Search the Community
Showing results for tags 'Alaska'.
Found 4 results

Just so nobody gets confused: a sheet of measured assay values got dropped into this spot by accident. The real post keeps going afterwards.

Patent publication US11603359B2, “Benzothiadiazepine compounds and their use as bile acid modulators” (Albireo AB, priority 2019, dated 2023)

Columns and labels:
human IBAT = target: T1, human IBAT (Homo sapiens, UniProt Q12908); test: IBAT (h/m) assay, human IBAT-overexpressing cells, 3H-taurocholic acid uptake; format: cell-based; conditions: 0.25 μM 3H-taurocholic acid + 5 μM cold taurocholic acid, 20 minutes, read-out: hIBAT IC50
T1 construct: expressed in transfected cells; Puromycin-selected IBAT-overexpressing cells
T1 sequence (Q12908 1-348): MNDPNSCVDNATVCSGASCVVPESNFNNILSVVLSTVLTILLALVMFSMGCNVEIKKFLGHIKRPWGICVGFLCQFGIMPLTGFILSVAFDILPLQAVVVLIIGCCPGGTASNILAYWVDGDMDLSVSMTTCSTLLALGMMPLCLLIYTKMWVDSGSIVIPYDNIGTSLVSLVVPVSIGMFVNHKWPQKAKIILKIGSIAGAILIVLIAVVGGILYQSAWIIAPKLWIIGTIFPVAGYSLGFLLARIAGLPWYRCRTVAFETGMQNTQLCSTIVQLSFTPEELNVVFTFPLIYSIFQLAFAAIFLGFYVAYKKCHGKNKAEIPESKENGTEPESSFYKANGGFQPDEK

USS Alaska/Guam Barrels 1:350 Master Models Master models continue to build up their range of 1:350 scale armament sets, but they are now increasing the items produced to add other accessories. As usual they are well up to the standard we’ve come to expect from Master Models. [350-099] - This set is for the Trumpeter USS Alaska and USS Guam kits it includes both main, (12”), secondary, (5”). These are all direct replacements for the kit parts, unlike the normal sets in which you just cut off the kit barrels, drill a hole and glue the metal barrels onto the remaining plastic parts, this set also includes resin trunnions. You still need to drill out the resin parts to 1.6mm and 0.9mm respectively, and then you just add to the trunnion mounts within the turrets. For the 40mm and 20mm guns Master already do replacement sets and even complete mounts for these, so are not included in this set. Conclusion This is a nice easy way to give your Alaska/Guam kits that little bit of finesse that makes a nice model look great. The metal barrels are much more to scale than plastic can ever be moulded. Review sample courtesy of Piotr at